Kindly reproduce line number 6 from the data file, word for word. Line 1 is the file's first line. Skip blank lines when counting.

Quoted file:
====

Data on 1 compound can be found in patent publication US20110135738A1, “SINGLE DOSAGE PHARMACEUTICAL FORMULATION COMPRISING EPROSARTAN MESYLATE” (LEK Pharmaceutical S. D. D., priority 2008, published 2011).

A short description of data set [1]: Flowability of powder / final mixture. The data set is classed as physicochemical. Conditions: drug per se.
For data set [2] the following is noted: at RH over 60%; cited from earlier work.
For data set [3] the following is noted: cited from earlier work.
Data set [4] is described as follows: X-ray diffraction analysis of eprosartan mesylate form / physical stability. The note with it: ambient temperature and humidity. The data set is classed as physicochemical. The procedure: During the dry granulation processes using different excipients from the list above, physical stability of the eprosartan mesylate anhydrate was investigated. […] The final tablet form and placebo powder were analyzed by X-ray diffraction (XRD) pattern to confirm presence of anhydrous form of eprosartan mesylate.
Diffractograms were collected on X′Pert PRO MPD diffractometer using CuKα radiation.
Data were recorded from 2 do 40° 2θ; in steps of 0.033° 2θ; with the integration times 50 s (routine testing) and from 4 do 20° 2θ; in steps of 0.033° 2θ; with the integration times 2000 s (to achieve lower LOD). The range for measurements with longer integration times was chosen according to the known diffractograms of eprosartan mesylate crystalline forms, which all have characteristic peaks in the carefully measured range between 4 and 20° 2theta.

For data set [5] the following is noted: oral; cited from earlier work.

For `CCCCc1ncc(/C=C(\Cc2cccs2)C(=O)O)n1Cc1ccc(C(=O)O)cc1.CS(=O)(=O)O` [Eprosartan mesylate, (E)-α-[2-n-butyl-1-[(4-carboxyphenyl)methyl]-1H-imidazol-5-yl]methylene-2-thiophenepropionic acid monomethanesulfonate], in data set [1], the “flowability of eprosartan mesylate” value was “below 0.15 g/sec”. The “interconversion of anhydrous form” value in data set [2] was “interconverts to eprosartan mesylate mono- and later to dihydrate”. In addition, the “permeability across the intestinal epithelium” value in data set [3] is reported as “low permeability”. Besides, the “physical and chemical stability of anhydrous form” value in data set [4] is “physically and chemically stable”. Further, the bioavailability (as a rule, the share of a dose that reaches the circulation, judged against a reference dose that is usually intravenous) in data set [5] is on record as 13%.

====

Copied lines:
Diffractograms were collected on X′Pert PRO MPD diffractometer using CuKα radiation.